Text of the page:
What to do if you lose your mobile phone

smartphone security

Which?’s top tips for what to do if you lose your mobile phone, and what security steps you can take to protect your handset if it’s stolen.

Losing your mobile – whether it’s a smartphone or a basic PAYG handset – can be a shock to the system. Many of us are so attached to our mobiles that we’d realise our phone was missing within minutes.

If you’re lucky, a frantic search will reveal your mobile hiding down the back of a sofa, or in a random pocket. But if not, it doesn’t matter whether your phone’s been missing for 15 minutes or 24 hours – the steps you should take are the same:

  • Call your mobile operator immediately. Your handset itself might be a goner, but you can minimise the risk of a thief running up a big mobile bill by asking your operator to put a block on your mobile being used. Unlike credit cards, you are not automatically covered for calls made between your phone going AWOL and reporting it missing, so the sooner you let your operator know, the better.
  • Call your insurance company if your mobile is insured. If you have dedicated gadget or mobile phone insurance, you may be covered for the cost of fraudulent use between the loss and reporting it as long as you report the phone missing within a certain time period – often 24 hours. Even if you don’t have mobile phone insurance, it’s worth giving your car or home insurer a call to see if they’ll cover you for the loss of the handset at least.

Top tips to protect your mobile phone

If you’re lucky, your precious mobile phone will be located by an honest citizen and returned to you, no harm done. But it’s not worth relying on this. Which? has even heard from people who’ve received a call to their landline from the person who’s ‘found’ their phone, promising to send it back or meet them to return it.

In many cases, this ‘hero’ who found the phone turned out to be the person who stole the phone in the first place, who had called only to prevent the phone being blocked so they could carry on using it fraudulently. With heavy and consistent use of premium rate and other expensive services, it’s possible for thieves to run up bills of thousands of pounds in a surprisingly short time.

Fortunately, there are a number of precautions you can take to protect your phone should it fall into dishonest hands.

  • Don’t leave your mobile phone on display when you’re not using it. This gives opportunist thieves less of an ‘opportunity’. This is particularly important in cars – even if they’re locked. A high percentage of mobile phone thefts are from vehicles.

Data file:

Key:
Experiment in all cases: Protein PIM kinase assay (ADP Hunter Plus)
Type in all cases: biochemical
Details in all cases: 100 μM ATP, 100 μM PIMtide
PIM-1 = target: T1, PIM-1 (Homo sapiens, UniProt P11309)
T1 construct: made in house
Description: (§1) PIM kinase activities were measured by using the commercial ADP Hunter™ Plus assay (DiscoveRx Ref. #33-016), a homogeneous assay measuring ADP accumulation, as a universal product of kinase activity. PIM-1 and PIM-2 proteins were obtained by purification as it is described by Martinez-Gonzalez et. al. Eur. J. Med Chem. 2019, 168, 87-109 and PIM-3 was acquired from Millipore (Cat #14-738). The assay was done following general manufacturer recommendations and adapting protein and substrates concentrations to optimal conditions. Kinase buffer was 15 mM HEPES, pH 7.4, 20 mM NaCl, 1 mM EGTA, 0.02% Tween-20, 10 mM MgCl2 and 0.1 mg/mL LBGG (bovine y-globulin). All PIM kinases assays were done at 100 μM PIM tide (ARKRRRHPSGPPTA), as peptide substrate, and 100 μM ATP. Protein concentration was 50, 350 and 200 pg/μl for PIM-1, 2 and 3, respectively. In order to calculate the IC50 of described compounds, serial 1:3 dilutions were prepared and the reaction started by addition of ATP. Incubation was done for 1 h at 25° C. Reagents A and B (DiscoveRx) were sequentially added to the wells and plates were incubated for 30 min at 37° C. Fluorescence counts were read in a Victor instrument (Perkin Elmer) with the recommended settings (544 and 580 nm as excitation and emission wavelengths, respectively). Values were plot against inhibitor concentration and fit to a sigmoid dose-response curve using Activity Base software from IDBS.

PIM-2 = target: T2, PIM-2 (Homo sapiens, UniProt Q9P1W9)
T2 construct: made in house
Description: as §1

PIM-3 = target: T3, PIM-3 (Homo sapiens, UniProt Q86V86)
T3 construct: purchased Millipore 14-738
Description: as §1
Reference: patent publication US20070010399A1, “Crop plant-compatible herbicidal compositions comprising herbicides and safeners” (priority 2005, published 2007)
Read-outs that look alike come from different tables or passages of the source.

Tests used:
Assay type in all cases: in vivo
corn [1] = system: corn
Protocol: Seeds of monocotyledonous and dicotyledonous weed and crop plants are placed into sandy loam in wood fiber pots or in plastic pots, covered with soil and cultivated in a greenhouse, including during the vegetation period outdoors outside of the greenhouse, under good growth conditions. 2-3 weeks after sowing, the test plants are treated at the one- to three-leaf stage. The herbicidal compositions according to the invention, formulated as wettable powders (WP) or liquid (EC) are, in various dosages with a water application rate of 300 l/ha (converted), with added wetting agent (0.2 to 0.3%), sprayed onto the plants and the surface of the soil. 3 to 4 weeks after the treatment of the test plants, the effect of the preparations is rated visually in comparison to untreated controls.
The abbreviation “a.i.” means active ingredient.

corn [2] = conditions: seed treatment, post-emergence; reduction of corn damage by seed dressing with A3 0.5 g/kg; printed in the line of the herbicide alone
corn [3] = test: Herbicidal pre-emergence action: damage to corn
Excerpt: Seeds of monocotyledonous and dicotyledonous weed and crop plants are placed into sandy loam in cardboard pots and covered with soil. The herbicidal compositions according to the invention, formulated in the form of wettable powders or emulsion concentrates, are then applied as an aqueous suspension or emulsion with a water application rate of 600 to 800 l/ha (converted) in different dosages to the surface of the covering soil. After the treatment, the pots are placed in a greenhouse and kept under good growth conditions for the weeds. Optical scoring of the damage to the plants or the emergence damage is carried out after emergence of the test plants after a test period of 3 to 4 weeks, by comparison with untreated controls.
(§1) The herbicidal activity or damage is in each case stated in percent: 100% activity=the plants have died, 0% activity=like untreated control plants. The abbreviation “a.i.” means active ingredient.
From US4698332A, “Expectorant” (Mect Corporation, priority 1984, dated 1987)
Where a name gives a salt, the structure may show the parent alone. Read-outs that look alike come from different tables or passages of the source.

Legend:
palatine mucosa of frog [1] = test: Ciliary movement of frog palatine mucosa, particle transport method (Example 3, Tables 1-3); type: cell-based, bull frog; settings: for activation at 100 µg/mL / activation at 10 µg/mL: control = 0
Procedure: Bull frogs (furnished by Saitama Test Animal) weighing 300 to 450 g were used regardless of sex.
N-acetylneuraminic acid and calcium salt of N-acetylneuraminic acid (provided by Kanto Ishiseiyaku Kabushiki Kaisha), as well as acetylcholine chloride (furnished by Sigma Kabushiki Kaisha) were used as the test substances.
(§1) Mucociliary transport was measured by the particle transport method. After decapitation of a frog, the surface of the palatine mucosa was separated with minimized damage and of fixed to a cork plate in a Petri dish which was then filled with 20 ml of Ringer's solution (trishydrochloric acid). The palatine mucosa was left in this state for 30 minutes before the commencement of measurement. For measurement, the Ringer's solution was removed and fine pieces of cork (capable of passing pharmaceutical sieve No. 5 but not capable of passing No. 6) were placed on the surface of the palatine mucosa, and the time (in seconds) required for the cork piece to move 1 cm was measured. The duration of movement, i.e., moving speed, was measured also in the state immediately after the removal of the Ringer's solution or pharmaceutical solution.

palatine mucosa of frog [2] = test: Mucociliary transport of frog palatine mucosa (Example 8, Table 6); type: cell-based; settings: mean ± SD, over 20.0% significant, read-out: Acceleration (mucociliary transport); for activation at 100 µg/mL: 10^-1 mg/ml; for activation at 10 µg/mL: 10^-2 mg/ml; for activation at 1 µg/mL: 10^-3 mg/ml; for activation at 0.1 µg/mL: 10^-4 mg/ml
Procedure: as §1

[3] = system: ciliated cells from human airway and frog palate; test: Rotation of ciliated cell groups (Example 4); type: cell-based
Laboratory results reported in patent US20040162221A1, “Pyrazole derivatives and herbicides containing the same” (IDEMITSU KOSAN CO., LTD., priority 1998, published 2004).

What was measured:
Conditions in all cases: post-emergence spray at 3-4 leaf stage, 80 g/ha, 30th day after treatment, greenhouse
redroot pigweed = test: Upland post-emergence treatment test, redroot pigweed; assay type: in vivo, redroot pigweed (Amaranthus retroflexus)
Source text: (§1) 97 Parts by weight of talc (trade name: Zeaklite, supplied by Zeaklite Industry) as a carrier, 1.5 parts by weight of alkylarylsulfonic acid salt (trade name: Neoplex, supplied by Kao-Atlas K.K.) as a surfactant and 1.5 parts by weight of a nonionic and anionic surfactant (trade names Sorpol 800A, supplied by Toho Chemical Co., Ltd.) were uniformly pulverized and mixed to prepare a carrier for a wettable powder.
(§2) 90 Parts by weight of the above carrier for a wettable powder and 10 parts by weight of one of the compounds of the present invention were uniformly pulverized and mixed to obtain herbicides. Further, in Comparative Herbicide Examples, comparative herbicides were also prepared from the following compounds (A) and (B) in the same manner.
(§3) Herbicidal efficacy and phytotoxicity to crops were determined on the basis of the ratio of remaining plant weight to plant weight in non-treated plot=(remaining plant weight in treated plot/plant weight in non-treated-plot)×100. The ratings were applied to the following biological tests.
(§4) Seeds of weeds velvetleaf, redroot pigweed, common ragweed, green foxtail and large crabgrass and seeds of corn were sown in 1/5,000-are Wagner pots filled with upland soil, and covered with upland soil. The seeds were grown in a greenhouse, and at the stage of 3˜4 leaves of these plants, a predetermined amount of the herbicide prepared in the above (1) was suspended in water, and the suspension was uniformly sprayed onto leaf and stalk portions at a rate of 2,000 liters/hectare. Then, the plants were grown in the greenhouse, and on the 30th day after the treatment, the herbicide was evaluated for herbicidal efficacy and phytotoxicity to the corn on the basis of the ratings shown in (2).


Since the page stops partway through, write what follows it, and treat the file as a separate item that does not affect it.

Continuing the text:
• Lock your mobile handset with a security Pin. Ideally set your Pin to automatically activate after, say, five minutes of inactivity, as this will stop thieves being able to use your mobile phone. See your mobile phone manual for how to set the security lock.
  • Disguise sensitive personal data you keep on your mobile. If you use your mobile to help remember important personal details like banking Pin-numbers, disguise them to prevent thieves recognising what they are – for example by saving a four-digit Pin as part of a mock phone number.
  • Register your mobile phone at immobilise.com. This enables police to return stolen property as they find it.
  • Keep a note of your mobile phone’s unique 15-digit IMEI number. This is usually printed under the phone battery, or can be accessed by keying *#06# into most phones. If a mobile phone is stolen, the IMEI number helps your mobile service provider block the phone.
  • Block premium calls and texts from your mobile. Many mobile operators let you put a block on calling premium rate 09 numbers or texting premium rate short codes like (88888). If you don’t call premium 09 numbers or use premium text numbers such as those used for voting in reality TV shows, blocking them can stop thieves using these expensive services.
  • Consider a smartphone disabling app. Most smartphones offer apps or services – such as the iPhone app ‘Find my iPhone’ – that let the user locate their handset if it goes missing. Some also let you lock your smartphone remotely, or even remotely wipe all the data from your handset to stop thieves accessing your personal information.

You can find out more about keeping your mobile phone safe and secure from thieves, viruses or hackers with Which? advice on mobile phone security and smartphone security.

Categories: Phones

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8 replies

    1. Hi Nicola,

      It might be worth checking if you are covered by your home contents insurance. Otherwise there are mobile phone repair shops out there that might be able to repair the damage for less than the cost of buying a new handset.

  1. my iphone was stolen from my bag while on holiday in South Africa and I didn’t notice it till the next morning. The thief used my phone to call local premium rate numbers repeatedly ALL NIGHT and I now have £2971.84 of charges with O2. Is there any where I can go for help, relief etc? :((((

  2. my mum lost her HTC SENSATION XL which she got for £500 and has lost it. we searched the entire house, car, and purse too. we told the phone people comany thing an they blocked it but my mum still has’nt got her phone back… the insurance people said that they will not give her a new phone or money……what shall we do?

    1. If she isn’t covered by her mobile phone insurance it might be worth checking if she is covered by a home insurance policy. Otherwise there’s not much that can be done unfortunately.

  3. I had my phone on the floor next to my bed and it was lost I looked under my bed and everywhere in my house but I can’t find it and I’m not insured and its out of charge

  4. have a contract pnone that my son uses he has lost it what happens now as it is noinsure or think it is not but contract is not up yet so what do i have to do

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